Hands down, the biggest complaint that I hear from parents is that their child is not listening to them. Instead of getting frustrated, we need to understand why our children aren’t listening. Here are 4 questions you need to ask yourself to finally help your child listen to you.
- How much listening has your child done today?
Listening is hard work. It requires concentration and mental energy to attend to your surroundings and discern the important messages that are being conveyed. Adults who need to sit in meetings and lectures can commiserate.
Sometimes kids have been listening the whole day at school and when they come home they are tired. If your child has done a fair amount of listening and you are asking them to do some more, you probably will not get the cooperative responses you are looking for.
It is helpful if at the end of the day to cut our children some slack. Make sure they have some down time to refresh themselves, before they have to start listening again.
- When are you asking them to listen?
As we mentioned above, at the end of the day, children may not listen because they have reached their limit. It is also difficult to get children to listen when they are immersed in their own activities. Children can get so caught up in their play, reading, video games or TV and they really honestly don’t hear you.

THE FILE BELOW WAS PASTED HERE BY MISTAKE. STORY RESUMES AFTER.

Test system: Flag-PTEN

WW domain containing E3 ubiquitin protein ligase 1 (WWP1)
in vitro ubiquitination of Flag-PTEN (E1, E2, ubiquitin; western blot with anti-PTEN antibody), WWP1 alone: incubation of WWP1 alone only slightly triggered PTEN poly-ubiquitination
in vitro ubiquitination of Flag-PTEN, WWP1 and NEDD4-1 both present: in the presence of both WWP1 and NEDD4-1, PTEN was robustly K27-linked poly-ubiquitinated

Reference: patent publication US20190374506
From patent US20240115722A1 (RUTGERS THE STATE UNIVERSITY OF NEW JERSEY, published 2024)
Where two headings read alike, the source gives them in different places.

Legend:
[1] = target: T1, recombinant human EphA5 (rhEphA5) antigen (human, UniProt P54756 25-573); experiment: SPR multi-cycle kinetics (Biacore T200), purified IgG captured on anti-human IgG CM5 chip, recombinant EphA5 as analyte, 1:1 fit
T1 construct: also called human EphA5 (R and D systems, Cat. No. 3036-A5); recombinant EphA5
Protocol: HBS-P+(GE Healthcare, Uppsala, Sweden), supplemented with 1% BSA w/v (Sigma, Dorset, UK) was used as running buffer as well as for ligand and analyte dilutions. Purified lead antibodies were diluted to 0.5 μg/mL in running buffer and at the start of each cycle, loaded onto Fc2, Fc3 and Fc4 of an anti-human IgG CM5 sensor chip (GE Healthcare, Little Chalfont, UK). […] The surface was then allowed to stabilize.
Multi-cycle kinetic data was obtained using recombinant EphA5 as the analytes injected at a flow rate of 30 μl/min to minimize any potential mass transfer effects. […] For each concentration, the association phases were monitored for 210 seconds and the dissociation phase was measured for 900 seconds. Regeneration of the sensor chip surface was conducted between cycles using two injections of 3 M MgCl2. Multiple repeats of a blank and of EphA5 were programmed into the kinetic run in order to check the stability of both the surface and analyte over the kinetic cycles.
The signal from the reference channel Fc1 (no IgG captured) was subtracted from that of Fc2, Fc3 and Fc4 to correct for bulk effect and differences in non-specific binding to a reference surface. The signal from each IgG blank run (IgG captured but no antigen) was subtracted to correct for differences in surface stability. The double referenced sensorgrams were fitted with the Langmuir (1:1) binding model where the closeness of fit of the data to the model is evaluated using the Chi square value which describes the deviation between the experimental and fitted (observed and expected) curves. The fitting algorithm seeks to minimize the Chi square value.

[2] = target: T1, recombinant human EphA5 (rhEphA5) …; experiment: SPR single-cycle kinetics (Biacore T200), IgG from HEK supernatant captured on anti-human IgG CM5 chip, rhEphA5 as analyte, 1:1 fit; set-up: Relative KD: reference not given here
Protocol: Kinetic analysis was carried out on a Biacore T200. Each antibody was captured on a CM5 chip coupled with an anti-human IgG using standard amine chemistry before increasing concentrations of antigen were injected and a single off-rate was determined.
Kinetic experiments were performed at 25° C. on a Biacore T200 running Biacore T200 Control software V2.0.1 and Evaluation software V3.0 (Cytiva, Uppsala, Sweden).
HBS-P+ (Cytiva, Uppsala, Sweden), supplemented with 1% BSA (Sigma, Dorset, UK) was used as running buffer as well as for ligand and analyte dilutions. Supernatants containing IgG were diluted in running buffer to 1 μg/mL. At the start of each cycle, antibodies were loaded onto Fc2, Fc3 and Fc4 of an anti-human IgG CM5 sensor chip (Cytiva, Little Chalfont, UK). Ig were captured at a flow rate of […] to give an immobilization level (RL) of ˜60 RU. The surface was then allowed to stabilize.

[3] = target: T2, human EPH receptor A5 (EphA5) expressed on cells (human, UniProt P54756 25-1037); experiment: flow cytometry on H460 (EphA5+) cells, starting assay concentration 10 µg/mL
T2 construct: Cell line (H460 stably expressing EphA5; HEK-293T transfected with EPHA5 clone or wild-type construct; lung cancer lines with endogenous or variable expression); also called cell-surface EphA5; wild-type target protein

At these times, it is best if you get down to their eye level, give them a tap on the shoulder before you make any requests.
- What are you asking your child to do?
You want to make sure that you are are asking children to complete tasks that are age appropriate. Children may feel overwhelmed by big jobs that require a lot of steps, cleaning their rooms or the car. They often do not now how to begin or how to proceed. They also do not like to do the boring mundane tasks of life, brushing teeth, getting dressed, or taking baths.
Teaching kids how to clean their room or car, what needs to be done, step by step, can help them. Making the boring tasks fun can also do wonders.
- Is this a behavior issue or something deeper?
What we perceive as non-compliant or strong-willed behavior can also just be a child struggling to listen. Children with auditory processing issues and other language disorders have a harder time than other children but modifications to the home or classroom can improve their listening skills.
It is not easy to help our kids listen, but we can do it. We just need to take it one step at a time.